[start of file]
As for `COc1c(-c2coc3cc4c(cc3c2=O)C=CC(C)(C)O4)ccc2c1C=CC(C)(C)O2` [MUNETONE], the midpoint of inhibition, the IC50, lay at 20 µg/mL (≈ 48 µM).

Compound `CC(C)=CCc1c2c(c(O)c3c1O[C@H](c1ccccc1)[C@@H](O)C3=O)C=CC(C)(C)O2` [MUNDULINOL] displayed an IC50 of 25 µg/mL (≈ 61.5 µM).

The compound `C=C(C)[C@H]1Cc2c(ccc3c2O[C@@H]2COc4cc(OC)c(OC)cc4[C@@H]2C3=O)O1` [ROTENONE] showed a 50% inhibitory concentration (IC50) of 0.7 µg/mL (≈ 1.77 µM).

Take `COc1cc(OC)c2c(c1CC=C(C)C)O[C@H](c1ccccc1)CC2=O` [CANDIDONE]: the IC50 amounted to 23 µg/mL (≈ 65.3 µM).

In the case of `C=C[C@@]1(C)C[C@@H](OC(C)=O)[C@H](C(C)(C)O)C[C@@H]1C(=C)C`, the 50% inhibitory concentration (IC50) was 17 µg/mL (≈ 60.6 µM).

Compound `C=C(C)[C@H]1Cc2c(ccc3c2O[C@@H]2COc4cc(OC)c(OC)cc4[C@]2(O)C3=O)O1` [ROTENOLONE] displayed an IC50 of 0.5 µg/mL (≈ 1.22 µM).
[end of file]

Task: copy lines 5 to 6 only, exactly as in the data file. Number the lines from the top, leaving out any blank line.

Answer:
In the case of `C=C[C@@]1(C)C[C@@H](OC(C)=O)[C@H](C(C)(C)O)C[C@@H]1C(=C)C`, the 50% inhibitory concentration (IC50) was 17 µg/mL (≈ 60.6 µM).

Compound `C=C(C)[C@H]1Cc2c(ccc3c2O[C@@H]2COc4cc(OC)c(OC)cc4[C@]2(O)C3=O)O1` [ROTENOLONE] displayed an IC50 of 0.5 µg/mL (≈ 1.22 µM).